After the address translating destination of the program space 6 is set so that the use quantity of the RAM 14 and the program processing speed are optimized according to the job control command 51, jumping to the head address of the program space 6 is made at Step ST40 and the CPU 11 starts the print processing at Step ST41.

In this way, whether the executing program 22 of the CPU 11 is executed on the RAM 14 capable of high-speed processing or on the ROM 12 which allows the RAM 14 to be widely utilized as the system memory though the latter is low in speed can be decided and set before the printer 1 is started or the job is commenced.

In the case of the job shown in FIG. 6A, high-speed image processing and print processing can certainly be performed by the CPU 11 using sufficient system memory according to the executing program 22 developed on the ROM because color printing is carried out.

In the case of the job shown in FIG. 6B, the processing is performed according to the executing program 22 developed on the ROM 12 likewise since the resolution is as high as 600 DPI, though monochromatic printing is carried out.

In the case of the job shown in FIG. 6C, the RAM has a relatively large marginal space capacity as the monochromatic resolution is as low as 300 DPI. Consequently, the executing program 22 is copied into the RAM and then the CPU performs the processing according to the program on the RAM. Thus, the high-speed data transfer between the CPU and the memory becomes possible to ensure that the processing speed is made improvable thereby.

Various kinds of processing as illustrated in FIGS. 4 and 5 or the program provided with the command capable of serially dealing with both kinds of processing as illustrated therein may be offered by storing them in the ROM 12 as part of the IPL 21. An independent program for determining the address translating destination of the program space may also be stored in the ROM 12 and offered. Furthermore, a command capable of fulfilling the similar function may be affixed to the head of the print processing program 22 or may otherwise be offered via a record medium such as a floppy disk that is or can be installed in the ROM. Moreover, these programs may be offered via a computer network such as the Internet.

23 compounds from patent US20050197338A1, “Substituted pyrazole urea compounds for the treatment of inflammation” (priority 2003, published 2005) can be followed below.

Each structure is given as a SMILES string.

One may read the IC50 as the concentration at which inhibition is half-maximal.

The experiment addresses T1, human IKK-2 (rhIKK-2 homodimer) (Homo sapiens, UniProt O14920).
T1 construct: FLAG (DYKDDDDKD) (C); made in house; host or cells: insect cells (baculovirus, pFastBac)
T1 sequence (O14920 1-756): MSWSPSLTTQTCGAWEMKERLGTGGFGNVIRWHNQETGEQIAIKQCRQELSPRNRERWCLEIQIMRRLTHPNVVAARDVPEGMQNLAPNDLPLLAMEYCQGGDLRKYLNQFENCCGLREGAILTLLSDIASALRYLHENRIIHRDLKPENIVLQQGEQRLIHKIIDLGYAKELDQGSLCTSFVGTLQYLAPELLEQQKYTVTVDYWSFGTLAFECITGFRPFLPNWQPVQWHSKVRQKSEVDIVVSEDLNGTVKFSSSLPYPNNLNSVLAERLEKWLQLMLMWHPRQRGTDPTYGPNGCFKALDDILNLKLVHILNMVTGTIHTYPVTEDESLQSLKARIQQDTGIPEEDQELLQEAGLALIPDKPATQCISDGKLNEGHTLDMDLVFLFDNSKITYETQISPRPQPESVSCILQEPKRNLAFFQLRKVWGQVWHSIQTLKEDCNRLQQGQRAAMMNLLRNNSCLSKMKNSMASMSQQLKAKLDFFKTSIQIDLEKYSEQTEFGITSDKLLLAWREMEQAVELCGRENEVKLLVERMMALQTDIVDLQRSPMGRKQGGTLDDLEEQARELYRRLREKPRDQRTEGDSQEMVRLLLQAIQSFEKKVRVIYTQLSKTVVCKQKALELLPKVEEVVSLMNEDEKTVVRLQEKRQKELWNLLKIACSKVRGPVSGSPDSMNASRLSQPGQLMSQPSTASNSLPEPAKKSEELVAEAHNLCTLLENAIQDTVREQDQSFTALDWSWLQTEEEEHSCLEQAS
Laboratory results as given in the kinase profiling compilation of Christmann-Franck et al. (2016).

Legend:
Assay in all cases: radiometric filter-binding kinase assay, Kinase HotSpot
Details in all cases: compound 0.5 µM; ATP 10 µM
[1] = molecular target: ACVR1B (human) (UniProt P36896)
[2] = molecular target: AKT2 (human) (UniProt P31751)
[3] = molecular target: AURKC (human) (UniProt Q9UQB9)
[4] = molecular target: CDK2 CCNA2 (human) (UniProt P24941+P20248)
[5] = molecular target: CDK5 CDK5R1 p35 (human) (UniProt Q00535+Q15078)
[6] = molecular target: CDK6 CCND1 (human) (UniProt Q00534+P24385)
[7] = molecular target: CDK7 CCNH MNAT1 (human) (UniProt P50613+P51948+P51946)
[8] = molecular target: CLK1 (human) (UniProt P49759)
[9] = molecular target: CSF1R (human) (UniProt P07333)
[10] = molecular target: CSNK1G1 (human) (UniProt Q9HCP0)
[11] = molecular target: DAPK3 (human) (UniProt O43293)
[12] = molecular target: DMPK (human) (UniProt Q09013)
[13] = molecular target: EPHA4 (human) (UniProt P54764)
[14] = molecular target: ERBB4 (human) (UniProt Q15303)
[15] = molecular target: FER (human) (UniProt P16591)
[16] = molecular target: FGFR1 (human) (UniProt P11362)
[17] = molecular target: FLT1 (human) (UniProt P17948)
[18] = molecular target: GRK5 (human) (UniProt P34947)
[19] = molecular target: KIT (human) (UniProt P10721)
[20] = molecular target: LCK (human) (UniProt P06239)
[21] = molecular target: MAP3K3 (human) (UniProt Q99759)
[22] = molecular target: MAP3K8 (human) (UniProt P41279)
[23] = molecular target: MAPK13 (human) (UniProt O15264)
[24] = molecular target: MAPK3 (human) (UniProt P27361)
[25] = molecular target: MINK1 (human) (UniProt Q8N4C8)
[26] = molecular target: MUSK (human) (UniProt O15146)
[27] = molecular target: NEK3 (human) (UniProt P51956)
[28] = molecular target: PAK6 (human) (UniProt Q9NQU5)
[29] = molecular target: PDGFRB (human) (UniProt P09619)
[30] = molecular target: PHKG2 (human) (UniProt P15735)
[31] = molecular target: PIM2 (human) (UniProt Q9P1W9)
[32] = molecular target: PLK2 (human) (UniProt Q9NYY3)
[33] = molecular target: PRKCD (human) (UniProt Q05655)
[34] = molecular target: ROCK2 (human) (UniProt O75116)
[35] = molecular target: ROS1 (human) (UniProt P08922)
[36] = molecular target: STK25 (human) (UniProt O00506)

Although a description has been given of the invention based on a printer dealing with a large quantity of image data until now, the invention is applicable to not only such a printer but also needless to say any other information processing apparatus dealing with a large quantity of image data such as image processing.

Second Embodiment

Second embodiment of the invention will be described with reference to FIGS. 7 and 8. As shown in FIG. 7, a control system (image processing unit) 10 of a printer 1 in this example is such that a CPU 11 is connected to a working SDRAM 14 and a memory controller 15 for managing the SDRAM 14 and other memories via a CPU bus 18. Furthermore, a ROM 12 a stored with an initial setting program IPL and a ROM 12 b stored with a plurality of program modules for executing an image processing function, a language processing function and the like are connected to the memory controller 15 via an external bus (memory bus) 17. To the CPU bus 18, moreover, a reception DMA controller 25 for DMA transferring print data and a DMA controller 26 for DMA transferring the image data processed in the CPU 11 to a printing mechanism (engine) 2 are connected.

The CPU 11 in this example is provided with a high-speed DRAM 32 incorporated in the CPU 11 in addition to the SDRAM 14 connected via the external bus (CPU bus) 18 to the CPU 11. In the CPU 11, furthermore, a CPU core 31 is coupled to the incorporated DRAM 32 via a data bus 34 b of an internal bus 34, so that a DRAM controller 38 thus coupled via the data bus 34 b of the internal bus 34 can obtain access to the incorporated DRAM 32. As the CPU 11 is connected to the SDRAM 14 or the ROM 12 outside the CPU 11 via an external bus control unit 33, it can obtain access to the SDRAM 14 or the ROM 12. Consequently, the ROMs 12 a, 12 b, the SDRAM 14 and the incorporated high-speed RAM are utilizable as the storage area or working area of the program of the CPU core 31.

The logical address of the CPU core 31 is translated to any one of the physical addresses of these memories by mean of a TBL 3 so as to make these three kinds of memories flexibly utilizable in the CPU core 31.